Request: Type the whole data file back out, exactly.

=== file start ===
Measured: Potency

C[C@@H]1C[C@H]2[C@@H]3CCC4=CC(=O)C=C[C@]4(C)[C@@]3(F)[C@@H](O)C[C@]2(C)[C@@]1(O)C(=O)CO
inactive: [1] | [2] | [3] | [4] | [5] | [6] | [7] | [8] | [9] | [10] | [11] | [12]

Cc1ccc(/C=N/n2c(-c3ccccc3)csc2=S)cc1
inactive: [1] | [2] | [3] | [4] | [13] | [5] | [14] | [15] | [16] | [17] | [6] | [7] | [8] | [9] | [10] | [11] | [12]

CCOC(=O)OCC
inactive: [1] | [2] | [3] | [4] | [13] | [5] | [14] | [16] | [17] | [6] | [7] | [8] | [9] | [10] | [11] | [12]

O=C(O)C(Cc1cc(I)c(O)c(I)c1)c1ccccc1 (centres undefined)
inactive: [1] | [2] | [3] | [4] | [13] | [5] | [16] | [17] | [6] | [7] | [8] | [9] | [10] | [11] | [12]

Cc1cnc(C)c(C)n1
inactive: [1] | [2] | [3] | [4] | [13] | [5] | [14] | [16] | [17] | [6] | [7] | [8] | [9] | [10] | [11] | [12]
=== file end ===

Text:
Measured: Potency

C[C@@H]1C[C@H]2[C@@H]3CCC4=CC(=O)C=C[C@]4(C)[C@@]3(F)[C@@H](O)C[C@]2(C)[C@@]1(O)C(=O)CO
inactive: [1] | [2] | [3] | [4] | [5] | [6] | [7] | [8] | [9] | [10] | [11] | [12]

Cc1ccc(/C=N/n2c(-c3ccccc3)csc2=S)cc1
inactive: [1] | [2] | [3] | [4] | [13] | [5] | [14] | [15] | [16] | [17] | [6] | [7] | [8] | [9] | [10] | [11] | [12]

CCOC(=O)OCC
inactive: [1] | [2] | [3] | [4] | [13] | [5] | [14] | [16] | [17] | [6] | [7] | [8] | [9] | [10] | [11] | [12]

O=C(O)C(Cc1cc(I)c(O)c(I)c1)c1ccccc1 (centres undefined)
inactive: [1] | [2] | [3] | [4] | [13] | [5] | [16] | [17] | [6] | [7] | [8] | [9] | [10] | [11] | [12]

Cc1cnc(C)c(C)n1
inactive: [1] | [2] | [3] | [4] | [13] | [5] | [14] | [16] | [17] | [6] | [7] | [8] | [9] | [10] | [11] | [12]